If you don’t think you can cope, plan to leave early before a fire reaches your area and before you’re under threat. Children, the elderly, the disabled, and those with health problems should also leave early. It’s the safest option.

Assess your bushfire risk

You can assess your bushfire risk using the Bushfire Household Assessment Tool. You can also check if you live on bushfire prone land.

Grass fire dangers

Grasslands cover about 80% of NSW. Grass fires can start easily in pastures, paddocks, crops, and undisturbed natural grasslands. They can also move three times faster than a bushfire, which leaves you little time to get ready.

If you’re not prepared and you live on a farm or in a country town, a grassfire can cut roads and destroy your home, crops, and livelihood.

Prepare your farm and property for grass fires

Due to dry weather there’s an increased risk of grass fires this summer, so it’s important that you prepare your farm and your property for a grassfire.

Here’s what you can do:

  • Make a bushfire survival plan so you and your family know what to do when there’s a grassfire nearby.
  • Keep the grass short by mowing, grazing, or slashing it back.
  • Create firebreaks to prevent fire escaping or entering your property – mow, graze, or plough around crops, valuable assets (livestock, buildings), and fence lines.
  • Maintain your machinery to prevent them from starting fires.
  • Find a place where you can move your animals to safety.
  • Check and maintain equipment you can use to fight a fire such as hoses and pumps. However, do not attempt to control a fire on your own. Always contact your local fire service.
  • Make sure a fire truck can enter your property, eg keep gates and bridges open, and remove obstructions.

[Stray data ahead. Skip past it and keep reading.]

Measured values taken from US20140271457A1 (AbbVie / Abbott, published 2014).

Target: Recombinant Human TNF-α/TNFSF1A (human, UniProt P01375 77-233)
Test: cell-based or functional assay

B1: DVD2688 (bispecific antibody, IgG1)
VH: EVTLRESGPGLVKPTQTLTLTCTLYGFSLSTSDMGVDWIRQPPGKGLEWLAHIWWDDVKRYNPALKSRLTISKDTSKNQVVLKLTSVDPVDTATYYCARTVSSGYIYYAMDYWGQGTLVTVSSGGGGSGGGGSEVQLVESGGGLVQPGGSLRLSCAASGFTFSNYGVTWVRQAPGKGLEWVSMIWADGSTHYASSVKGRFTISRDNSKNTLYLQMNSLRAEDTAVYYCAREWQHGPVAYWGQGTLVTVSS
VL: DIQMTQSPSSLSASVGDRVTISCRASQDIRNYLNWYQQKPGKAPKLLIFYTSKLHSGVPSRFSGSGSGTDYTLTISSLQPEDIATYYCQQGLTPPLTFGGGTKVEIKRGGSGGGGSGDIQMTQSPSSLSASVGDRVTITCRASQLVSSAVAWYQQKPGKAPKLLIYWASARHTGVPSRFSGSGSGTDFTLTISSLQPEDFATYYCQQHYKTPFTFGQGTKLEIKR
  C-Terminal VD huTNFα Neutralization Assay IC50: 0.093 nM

• If you use fire on your property, go to your local Fire Control Centre and find out if you need a permit.

Teaching your family about fire safety

You can learn about fire safety at FireFacts.org. You’ll find information for parents that can help you and your family make your home safer, as well as games, activities, and colouring pages for children that help teach fire safety. With this valuable resource, you can educate your children about the dangers of fire and what to do if there’s a fire near or in your home.

If your family lives in the country, especially on a remote cattle station, you and your children can also learn some bushfire safety tips from Bushy the Bushfire Wallaby. The program is run by the Rural Fire Brigades Association Queensland (RFBAQ). Here are some tips:

  • Prepare well before the bushfire season.
  • Make a plan, eg what to do and where to go if there’s a fire.
  • Clean up around the house and the property.
  • Have the firefighter ute ready with water to flow in the event there’s a fire and strong winds start to blow.
  • Have heaps of water out in the paddock, etc.
  • Put in firebreaks.

Protect your home and family from fire

Bushfires and grass fires are dangerous, so don’t wait until the last minute to prepare your property and family for a fire. With careful planning and preparing in advance, your home and family can survive a fire this summer.